September Investment Summary
Markets continued their bearish trend in September, with the S&P500 posting its worst monthly decline since March 2020, when the developed world implemented COVID isolation protocols. The major world equity markets in local currency fell across the board. S&P 500 -9.1%, Nasdaq -10.5%, EuroStoxx 50 -5.7%, Nikkei 225 -7.7%, Shanghai Composite -5.5%, FTSE 100 -5.4%.
Global fixed income markets were no help, in fact one might suggest that the dramatic sell off in fixed income (prices fell and yields rose) encouraged the stock market rout. Most developed countries experienced sizeable yield rises on their ten year government bonds.
This is not the first time this year that both bonds and equities have declined in tandem, but it is certainly the worst we have seen in 2022. The question on every market participants mind is ‘how long will it continue.’ The problem remains that inflation is still too high and shows little sign of slowing. Central banks around the world continue raising rates at above average levels, with the US Federal Reserve (Fed) and the European Central Bank (ECB) both increasing rates by 0.75%, along with a 0.50% raise by the Bank of England. Although these moves are more aggressive than the norm, this still only leaves rates at 3% in the US, 2.25% in the UK and 0.75% in the ECB, which has so far had little impact on inflation which is running at 8.3%, 9.9% and 10.1 % respectively. As a result, it is almost certain that further aggressive rate hikes will be announced in the coming months.
What is noticeable is that the investment backdrop is changing significantly. For over a decade, central banks were keeping interest rates at or just below zero and actively buying government and even corporate debt. These policies have now been eradicated. Not only are central banks raising rates they
are no longer buying bonds, and the Fed is effectively selling. Asset prices are having to adjust to this change. The adjustment is painful, volatile, and not yet complete.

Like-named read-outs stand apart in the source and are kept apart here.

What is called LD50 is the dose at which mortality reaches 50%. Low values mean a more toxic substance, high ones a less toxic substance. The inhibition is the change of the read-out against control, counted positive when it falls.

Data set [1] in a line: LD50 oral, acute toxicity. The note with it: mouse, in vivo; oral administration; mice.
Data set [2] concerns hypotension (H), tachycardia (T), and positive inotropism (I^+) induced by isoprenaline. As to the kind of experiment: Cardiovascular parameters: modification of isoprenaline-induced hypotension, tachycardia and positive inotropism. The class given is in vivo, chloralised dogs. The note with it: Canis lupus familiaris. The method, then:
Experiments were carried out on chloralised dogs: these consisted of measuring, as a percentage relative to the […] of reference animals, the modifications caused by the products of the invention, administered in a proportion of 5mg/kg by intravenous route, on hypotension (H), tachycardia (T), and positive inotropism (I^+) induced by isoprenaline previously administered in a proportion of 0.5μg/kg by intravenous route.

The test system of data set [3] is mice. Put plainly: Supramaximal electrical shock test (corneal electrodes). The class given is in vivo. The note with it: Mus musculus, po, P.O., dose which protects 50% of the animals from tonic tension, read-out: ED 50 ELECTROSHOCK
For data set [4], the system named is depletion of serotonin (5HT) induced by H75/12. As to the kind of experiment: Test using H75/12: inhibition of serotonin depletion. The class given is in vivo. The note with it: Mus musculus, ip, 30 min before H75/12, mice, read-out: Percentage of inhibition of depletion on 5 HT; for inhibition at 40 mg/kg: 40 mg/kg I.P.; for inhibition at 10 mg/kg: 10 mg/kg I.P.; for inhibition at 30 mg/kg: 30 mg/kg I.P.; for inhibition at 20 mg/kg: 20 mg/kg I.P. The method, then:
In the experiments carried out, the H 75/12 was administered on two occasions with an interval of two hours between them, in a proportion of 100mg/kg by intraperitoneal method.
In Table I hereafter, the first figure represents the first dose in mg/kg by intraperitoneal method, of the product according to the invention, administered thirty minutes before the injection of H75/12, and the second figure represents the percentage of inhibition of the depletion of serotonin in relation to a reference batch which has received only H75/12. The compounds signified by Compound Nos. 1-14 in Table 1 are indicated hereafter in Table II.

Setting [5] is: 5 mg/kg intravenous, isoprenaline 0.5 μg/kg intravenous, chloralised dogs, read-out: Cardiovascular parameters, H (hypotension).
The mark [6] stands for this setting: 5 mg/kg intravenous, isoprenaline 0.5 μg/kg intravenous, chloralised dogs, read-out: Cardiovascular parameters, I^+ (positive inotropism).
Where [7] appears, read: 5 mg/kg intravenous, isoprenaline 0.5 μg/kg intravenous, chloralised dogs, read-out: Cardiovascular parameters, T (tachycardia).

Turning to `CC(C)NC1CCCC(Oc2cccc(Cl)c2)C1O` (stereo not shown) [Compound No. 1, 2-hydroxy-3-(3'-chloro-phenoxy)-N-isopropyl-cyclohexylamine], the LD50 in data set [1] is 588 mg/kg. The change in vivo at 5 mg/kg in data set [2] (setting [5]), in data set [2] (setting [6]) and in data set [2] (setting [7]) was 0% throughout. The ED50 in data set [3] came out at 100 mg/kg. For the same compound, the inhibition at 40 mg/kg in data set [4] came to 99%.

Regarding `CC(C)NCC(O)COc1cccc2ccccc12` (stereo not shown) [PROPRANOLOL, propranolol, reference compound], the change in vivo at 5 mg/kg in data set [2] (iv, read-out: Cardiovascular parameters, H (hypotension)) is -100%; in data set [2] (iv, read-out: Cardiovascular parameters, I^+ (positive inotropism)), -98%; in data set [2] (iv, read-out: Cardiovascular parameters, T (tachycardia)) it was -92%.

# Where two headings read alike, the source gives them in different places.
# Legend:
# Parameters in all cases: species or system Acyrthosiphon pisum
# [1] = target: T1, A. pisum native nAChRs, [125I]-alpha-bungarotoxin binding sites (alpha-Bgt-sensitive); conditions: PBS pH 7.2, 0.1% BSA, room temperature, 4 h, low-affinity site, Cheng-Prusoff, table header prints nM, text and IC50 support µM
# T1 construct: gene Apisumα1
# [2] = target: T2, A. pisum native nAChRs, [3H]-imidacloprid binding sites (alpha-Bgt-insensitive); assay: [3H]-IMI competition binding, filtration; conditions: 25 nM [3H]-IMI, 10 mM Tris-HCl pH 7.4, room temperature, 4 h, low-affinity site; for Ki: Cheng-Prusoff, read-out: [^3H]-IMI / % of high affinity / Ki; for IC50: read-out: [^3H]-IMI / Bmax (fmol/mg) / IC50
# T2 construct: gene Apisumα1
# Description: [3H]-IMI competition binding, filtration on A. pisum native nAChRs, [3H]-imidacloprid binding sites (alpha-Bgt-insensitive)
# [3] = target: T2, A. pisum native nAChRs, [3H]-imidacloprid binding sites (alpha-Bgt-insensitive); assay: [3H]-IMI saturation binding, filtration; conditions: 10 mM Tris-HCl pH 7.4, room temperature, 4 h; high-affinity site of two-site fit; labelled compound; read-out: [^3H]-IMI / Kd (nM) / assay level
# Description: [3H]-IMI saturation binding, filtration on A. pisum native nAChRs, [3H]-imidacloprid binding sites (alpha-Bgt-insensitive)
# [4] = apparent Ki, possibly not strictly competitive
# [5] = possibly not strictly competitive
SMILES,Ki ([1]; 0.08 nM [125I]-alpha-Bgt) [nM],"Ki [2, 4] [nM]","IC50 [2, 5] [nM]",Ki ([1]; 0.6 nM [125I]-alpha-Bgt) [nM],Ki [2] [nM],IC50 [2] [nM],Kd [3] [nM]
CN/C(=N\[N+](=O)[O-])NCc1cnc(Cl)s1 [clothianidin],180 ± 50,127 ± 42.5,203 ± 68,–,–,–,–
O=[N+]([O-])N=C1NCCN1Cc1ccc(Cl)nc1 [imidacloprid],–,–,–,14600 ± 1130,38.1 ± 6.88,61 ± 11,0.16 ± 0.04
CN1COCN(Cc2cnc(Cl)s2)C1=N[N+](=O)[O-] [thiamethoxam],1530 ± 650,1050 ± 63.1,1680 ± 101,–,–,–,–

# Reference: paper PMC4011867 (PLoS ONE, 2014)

UK based investors with global portfolios were somewhat resilient to the sell off as Sterling devalued against all major currencies. The devaluation was caused by the newly formed Conservative government under Prime Minister Liz Truss significantly easing fiscal policy to kick start the economy and improve its’ popularity with the UK electorate, with the next election only two years away.
The new fiscal package included a large spending plan to help households manage the sharp rise in energy prices as well as large tax cuts. In times of economic stability this would have been welcomed by the financial markets. Unfortunately, with inflation at nearly 10% and unemployment at near record
lows the markets questioned the wisdom of these additional stimulus measures. What made matters worse was that the Bank of England (BoE)appeared to be surprised with the policy change, which led to yields on gilts spiking as the markets became concerned with the sustainability of funding such a larger deficit while the BoE hiked rates to fight inflation. On the back of this the bond market became illiquid and the BoE had to step in and buy long dated bonds. This was ironic as the BOE had just a few days earlier confirmed their plan to begin selling gilts they owned to reduce their balance sheet. For almost a week the UK was referred to as behaving like an Emerging Market economy which was unfair in our view.
What we have learnt is that the fiscal deficits are beginning to matter again to markets, particularly when central banks are no longer able to help finance these deficits by quantitative easing. Rising interest rates will begin to bite as central governments look to manage their inflated fiscal deficits. The days of running large deficits enabled by low or zero interest rates has come to an end.
Rising interest rates, whether from fears of fiscal deficits or simply central banks tightening policy to fight inflation is not going to help equity markets. Yields on short term government securities are already reaching levels that will begin to pull money from stocks. As they go higher stock prices will
have to adjust. The markets keep hoping that the Fed is going to stop hiking rates soon and might even cut them next year (the so-called Fed pivot) and that inflation has peaked. The Fed at their latest press conference poured cold water on this view as it raised its forecasts to 4.4% and implied further hikes into 2023. This stance will continue to put upward pressure on the US dollar as other central banks are unable or unwilling to match the pace and scale of the Fed’s rate hikes.
The current economic backdrop does not look to be conducive for asset markets and it looks like these conditions will not abate in the short term and due to this we remain conservatively positioned and tactically invested in the energy and healthcare sectors.
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